Today is the first day of Spring. Here in Brooklyn there is still snow on the ground and I’m wearing a sweater. As someone who is a avid admirer of soups and chowders… this is a great excuse to break out the slow cooker and make a recipe I’ve been wanting to make since we were in Mexico.
We actually spent most of our time in Mexico away from our swanky resort. We took day trips to Chichen Itza *, Tulum, Valladolid and numerous spots throughout the Yucatan. One thing that struck me was that everywhere we went there was soup – lots of soup**. We didn’t have any of course but there was a turkey and rice soup and a green pork soup called Pozole Verde. Pozole Verde stood out to me because this soup is as Mexican as Mexican food can get. In fact many believe this soup was being made by the Aztecs for like a century before the Spanish showed up and everything went to hell. The first recorded mention of Pozole Verde was in a book titled The Universal History of the Things of New Spain by Bernardino de Sahagún in 1545. Of course Ol’Bernardino claims this soup was originally made using people meat…Yep People Soup. He claims that pig meat was used in the soup to replace the people meat when yeah know people meat supplies were low. Now whether this is true, some Aztecs were having some fun with their new weirdo visitors, some prejudiced minds were letting their imaginations run wild or some combination of all the above is accurate – well that’s just one of those things lost to time. I can tell you that we don’t use people or pig meat to make ours. YES! 100% people and pig meat free!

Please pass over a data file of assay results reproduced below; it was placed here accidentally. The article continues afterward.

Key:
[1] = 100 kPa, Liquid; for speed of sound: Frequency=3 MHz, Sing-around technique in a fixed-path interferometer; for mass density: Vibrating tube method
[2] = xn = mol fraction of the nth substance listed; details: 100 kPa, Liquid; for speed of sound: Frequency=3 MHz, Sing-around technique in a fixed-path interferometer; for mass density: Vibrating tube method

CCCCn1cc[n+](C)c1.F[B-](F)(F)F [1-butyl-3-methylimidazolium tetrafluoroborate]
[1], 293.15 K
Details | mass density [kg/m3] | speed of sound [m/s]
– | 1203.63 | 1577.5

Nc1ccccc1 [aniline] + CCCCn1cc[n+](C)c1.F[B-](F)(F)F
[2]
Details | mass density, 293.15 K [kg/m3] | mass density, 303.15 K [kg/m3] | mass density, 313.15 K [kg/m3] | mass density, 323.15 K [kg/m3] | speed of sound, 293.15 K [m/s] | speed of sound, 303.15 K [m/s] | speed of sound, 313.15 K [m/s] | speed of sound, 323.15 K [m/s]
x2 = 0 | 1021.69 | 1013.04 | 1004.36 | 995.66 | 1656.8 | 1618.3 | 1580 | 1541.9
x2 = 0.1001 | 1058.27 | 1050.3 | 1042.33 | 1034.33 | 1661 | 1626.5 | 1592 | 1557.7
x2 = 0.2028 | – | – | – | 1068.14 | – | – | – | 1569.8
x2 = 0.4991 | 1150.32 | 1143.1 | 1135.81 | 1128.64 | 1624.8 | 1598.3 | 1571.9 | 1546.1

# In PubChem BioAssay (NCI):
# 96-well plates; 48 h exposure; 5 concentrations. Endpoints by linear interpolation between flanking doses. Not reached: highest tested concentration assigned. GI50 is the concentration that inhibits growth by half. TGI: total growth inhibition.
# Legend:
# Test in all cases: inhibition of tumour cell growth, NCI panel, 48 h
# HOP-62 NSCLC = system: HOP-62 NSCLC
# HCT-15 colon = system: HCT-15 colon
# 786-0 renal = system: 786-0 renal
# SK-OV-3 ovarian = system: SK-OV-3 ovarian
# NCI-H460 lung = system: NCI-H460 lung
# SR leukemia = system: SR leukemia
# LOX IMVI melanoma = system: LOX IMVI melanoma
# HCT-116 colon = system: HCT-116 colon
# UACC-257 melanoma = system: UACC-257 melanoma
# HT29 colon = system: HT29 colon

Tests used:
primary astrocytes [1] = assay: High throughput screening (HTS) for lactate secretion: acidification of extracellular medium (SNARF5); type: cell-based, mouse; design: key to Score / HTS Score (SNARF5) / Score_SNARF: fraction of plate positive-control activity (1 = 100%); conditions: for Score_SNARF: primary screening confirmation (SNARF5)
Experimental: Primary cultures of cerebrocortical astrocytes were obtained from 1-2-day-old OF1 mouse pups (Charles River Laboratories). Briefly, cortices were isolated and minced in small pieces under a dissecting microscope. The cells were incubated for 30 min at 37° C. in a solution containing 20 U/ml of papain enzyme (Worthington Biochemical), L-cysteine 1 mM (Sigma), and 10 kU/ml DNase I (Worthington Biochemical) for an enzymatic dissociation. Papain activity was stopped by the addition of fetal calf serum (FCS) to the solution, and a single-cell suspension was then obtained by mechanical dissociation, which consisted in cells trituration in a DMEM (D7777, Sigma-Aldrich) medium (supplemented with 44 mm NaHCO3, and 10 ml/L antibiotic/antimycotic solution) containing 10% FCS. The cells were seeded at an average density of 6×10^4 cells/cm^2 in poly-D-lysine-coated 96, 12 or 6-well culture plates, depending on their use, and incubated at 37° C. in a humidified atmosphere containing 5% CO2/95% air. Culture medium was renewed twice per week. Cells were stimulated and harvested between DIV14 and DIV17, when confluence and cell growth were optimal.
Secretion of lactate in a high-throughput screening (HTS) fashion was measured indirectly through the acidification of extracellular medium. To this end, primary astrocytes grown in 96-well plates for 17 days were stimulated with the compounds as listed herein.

What this soup does have is tomatillos! If you’ve never met one – tomatillo usually look like little green tomatoes with a single husk on the outside but they can also be red or even purple. But even though they look like little green tomatoes – they’re not unripe tomatoes so if you buy a bunch don’t wait for them to turn red to use or anything like that. They’re their own vegetable and really good in Mexican food. We use them in our Salsa Verde recipe.
If you cant find these fresh in your area – you can always use canned tomatillos or fresh tomatoes. No – it won’t be the same but it’ll work and still be delicious.
We used May Wah’s Vegan Citrus Spare Ribs to replace the pork in this recipe. I actually was reminded that I wanted to make this recipe after a reader asked me on facebook if I’d tried Vegetarian Plus’s Citrus Spare Ribs and what they could do with them besides over rice or in a sandwich. Both of these mock meat products are great in this recipe because they keep their firmness and flavor in hot soup. If you can’t find these guys where you live – you can use gardein beefless tips or smoked tempeh. Really either would be great too just keep in mind that you can’t just take out one and replace another without compensating oil and flavor. So I feel obligated to recommend if you’re going to tinker… you have to follow through and taste and retaste your soup to get that right.